All the way through this procedure nobody had ever come to me, apart from the children, obviously and friends, nobody in the hospital or anywhere like that except for one sister and the nurses, ever came to me and spoke to me about it, 'How are you coping? How are you getting on?' Nobody offered any sort of back-up or any sort of help to get you through it, you know, they just accepted that you were somebody who just came to see as a visitor you know, well here she is you know. Nobody ever said, except for one night, the night sister came up to me and sat down by the side of me, and she talked for about half an hour I should think, telling me all the things that they'd done, and what they hadn't done, and what could happen and what couldn't happen, and that was the first time I had had anybody talk to me, so you do feel a bit alone.
Anyway we got home and eventually we went to the hospital, after..the appointment must have been a fortnight after she came home so we were really in no-mans-land during that period! You're here, you've got a patient with you, your wife, whose been seriously ill, and there is nobody there to back you up, there's nobody there even to give you a phone call and say, 'Look is it alright? Is there anything we can do?', you know, 'Have you got this? Have you done that?' Nothing! Until we actually got to the hospital, and then the cardiologist there at the local hospital took on the case and she's still now, to this day, on a very closely balanced set of drugs as you probably already know, and those, she has blood tests every... month and her blood count is watched very closely every month. And slowly but surely, there is a slight deterioration, and it's the drugs that are causing it and they can't take her off the drugs because her heart won't stand it. So that's really where we are at the moment.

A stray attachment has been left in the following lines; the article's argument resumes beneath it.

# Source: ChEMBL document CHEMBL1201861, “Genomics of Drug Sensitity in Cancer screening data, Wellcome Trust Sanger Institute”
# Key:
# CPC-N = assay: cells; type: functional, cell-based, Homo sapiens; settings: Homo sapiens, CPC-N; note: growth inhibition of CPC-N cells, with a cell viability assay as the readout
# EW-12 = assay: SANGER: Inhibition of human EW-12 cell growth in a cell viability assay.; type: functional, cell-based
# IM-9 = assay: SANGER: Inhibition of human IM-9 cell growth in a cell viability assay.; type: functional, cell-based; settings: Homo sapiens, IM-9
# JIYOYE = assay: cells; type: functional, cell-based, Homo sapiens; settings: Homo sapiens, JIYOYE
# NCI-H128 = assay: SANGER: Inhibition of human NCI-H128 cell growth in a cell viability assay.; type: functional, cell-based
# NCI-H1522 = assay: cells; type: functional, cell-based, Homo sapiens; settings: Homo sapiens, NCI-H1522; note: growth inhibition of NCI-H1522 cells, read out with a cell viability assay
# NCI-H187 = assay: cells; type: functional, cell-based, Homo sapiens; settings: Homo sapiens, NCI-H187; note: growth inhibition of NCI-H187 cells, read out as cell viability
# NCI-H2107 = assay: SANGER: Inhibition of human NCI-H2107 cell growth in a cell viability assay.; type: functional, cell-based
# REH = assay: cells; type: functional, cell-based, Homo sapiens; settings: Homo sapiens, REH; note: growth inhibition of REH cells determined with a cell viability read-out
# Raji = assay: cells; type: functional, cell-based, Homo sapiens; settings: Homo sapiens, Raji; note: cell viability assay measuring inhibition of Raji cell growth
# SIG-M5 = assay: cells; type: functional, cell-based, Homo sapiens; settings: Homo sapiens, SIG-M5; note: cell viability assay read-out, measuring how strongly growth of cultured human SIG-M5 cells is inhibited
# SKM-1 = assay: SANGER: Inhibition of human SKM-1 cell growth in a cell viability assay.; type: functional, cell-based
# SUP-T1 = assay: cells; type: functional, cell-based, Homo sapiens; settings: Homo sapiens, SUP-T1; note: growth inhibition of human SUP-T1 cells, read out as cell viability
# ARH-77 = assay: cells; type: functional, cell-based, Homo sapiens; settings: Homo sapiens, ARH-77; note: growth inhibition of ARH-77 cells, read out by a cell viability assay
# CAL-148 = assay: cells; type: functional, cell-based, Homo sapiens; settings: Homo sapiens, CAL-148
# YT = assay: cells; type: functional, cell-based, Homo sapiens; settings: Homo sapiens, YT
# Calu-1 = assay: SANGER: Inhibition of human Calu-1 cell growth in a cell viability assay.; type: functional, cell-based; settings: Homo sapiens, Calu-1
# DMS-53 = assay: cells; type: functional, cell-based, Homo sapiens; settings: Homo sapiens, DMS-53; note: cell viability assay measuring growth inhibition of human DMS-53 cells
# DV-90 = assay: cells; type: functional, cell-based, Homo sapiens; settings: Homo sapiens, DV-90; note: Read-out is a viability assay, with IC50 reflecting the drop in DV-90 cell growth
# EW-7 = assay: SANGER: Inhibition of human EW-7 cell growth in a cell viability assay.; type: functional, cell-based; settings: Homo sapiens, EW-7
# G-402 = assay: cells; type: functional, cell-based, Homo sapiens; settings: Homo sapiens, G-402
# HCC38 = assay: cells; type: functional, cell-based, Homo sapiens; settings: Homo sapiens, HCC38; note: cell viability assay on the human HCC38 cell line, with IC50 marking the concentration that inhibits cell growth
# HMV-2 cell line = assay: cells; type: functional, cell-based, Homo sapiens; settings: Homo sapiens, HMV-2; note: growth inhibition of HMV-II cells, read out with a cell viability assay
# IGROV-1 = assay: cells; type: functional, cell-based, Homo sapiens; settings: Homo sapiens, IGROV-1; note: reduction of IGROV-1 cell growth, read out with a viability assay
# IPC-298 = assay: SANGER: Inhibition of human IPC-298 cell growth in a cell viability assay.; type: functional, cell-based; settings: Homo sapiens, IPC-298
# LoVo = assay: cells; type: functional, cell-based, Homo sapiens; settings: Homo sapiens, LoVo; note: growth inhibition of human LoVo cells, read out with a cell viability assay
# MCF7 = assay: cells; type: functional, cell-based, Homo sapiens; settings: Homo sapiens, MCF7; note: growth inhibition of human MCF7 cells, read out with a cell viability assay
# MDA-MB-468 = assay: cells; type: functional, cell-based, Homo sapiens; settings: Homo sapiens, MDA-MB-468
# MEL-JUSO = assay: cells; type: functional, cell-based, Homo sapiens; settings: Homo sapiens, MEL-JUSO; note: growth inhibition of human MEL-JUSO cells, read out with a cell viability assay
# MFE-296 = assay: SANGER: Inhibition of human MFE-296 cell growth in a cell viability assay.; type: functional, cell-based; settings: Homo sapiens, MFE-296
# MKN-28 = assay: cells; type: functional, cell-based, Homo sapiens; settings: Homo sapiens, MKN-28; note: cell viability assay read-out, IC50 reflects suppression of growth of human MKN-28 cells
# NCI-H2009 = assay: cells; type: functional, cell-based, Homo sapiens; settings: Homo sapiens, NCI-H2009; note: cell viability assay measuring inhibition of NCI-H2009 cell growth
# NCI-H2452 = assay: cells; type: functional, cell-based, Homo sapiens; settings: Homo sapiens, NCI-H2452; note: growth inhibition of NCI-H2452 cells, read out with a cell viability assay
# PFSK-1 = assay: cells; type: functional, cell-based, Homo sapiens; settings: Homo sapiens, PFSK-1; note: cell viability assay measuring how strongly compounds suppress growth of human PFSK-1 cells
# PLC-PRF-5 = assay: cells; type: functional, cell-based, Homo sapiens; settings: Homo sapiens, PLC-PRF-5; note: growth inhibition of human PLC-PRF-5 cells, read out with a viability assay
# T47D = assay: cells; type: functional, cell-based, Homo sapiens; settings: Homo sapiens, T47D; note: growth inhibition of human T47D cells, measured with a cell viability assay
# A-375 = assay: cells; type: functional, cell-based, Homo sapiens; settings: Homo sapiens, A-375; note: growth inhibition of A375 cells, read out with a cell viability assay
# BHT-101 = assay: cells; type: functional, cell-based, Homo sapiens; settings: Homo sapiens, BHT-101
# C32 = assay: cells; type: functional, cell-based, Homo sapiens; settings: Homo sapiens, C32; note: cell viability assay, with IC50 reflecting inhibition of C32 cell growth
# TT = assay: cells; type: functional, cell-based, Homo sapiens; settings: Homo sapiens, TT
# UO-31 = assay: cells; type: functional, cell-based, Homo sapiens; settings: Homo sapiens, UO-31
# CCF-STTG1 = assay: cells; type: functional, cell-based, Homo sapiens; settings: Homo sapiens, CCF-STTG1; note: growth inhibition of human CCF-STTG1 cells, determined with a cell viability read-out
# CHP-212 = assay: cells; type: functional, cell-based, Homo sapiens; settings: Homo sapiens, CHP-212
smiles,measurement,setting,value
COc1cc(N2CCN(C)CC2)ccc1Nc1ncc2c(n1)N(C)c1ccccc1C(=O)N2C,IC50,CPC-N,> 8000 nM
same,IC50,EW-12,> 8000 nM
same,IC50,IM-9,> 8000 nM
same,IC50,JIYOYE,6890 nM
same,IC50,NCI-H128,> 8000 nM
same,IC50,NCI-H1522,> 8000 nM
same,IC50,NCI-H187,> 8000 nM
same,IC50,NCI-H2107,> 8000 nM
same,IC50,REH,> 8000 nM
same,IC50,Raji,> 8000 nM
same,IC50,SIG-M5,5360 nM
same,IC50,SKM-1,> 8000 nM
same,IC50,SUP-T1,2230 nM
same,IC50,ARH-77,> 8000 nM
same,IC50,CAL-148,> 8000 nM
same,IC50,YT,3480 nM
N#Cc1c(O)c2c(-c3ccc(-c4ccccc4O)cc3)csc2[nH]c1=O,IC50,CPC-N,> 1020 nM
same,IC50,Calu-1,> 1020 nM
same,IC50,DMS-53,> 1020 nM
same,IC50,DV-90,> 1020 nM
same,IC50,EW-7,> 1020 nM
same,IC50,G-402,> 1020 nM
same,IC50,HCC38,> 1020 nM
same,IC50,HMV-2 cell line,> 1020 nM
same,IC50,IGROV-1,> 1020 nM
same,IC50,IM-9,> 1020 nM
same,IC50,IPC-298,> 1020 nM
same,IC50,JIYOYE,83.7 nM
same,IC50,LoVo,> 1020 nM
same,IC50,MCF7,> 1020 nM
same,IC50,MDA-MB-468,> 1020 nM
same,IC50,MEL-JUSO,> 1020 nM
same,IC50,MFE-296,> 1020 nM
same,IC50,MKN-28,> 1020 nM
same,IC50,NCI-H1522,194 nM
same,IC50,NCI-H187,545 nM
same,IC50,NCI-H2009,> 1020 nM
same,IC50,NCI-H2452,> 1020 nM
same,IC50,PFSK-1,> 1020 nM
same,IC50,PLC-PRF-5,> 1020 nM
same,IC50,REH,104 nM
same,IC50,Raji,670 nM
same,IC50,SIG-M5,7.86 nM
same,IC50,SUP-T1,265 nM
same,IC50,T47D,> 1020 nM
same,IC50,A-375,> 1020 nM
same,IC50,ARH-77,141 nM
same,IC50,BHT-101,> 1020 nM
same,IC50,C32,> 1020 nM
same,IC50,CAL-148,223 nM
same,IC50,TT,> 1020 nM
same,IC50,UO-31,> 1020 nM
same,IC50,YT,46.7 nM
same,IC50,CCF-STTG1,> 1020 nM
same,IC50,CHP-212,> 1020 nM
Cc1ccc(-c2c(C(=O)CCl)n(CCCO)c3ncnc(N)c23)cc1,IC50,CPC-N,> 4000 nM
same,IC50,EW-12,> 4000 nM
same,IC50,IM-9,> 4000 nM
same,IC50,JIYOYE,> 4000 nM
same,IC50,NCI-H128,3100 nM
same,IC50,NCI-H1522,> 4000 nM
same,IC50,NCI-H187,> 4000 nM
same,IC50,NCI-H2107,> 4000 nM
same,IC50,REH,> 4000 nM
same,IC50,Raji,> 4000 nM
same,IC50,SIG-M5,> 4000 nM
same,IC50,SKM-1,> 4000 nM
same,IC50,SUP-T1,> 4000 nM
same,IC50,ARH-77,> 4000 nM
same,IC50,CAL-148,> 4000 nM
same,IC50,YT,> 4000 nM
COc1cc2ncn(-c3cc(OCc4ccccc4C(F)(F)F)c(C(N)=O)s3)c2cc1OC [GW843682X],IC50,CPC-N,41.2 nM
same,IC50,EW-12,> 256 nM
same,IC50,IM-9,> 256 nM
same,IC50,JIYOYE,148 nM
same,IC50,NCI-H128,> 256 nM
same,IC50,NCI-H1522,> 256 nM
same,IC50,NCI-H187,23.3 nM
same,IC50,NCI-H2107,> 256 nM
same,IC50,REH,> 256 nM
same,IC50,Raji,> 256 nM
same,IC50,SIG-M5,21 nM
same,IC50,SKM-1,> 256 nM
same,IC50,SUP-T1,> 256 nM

I think once, there should be some form of system laid down whereby when somebody's been seriously ill in hospital and they come out and they're at home for the first day, that there should be somebody almost there to meet them to talk through what's happened, talk through what you've got to do, to get you through those first few days, because don't forget you've got to get wound up to what's going on as well. You need somebody there almost on a daily basis for the first few days, to talk you through. Just calling in, just to see if everything's okay. That I think is one of the most important things but it needs to be somebody who understands what's gone on, and the severity in this case of what had gone on. That I think is the most important thing. Then as you say - which is happening now in the 'Hale & Hearties' - somewhere where you can phone. Somewhere where you can talk to somebody who knows and understands... even to say, 'Okay, under those circumstances you better bring her in straightaway'.
He worries about leaving his wife on her own and thinks more psychological back-up would help...
At times you think well I need some psychological back-up here to, I feel sorry for people that, if you like, aren't classed as laid-back, classed you know, okay if I can do something about I'll do it, if I can't, then don't worry about it because there is no good worrying about it, but even so I think that somebody who isn't, they'd be absolutely in a terrible mess, going through the situation that we went through. It would be, it would have been nice right from the onset for somebody that you could have spoken to. A number that you could have phoned up and said I've got this problem now, how can I handle this? Whatever it was, it could be health problem it could be a psychological problem, somebody you could talk to who knows what's going on and could tell you and guide you and say, 'Yes, well I know, yes we've met with this situation before and this is what you must do'.
He needs to get out and meet other people but his wife can no longer lead that kind of life.
I'm not very good actually with people, but I do like to meet people, I feel people are just part of life, if you don't meet people then you'll become a recluse and that's sad. So I have to do those things now which we used to do together, I have to do those things on my own.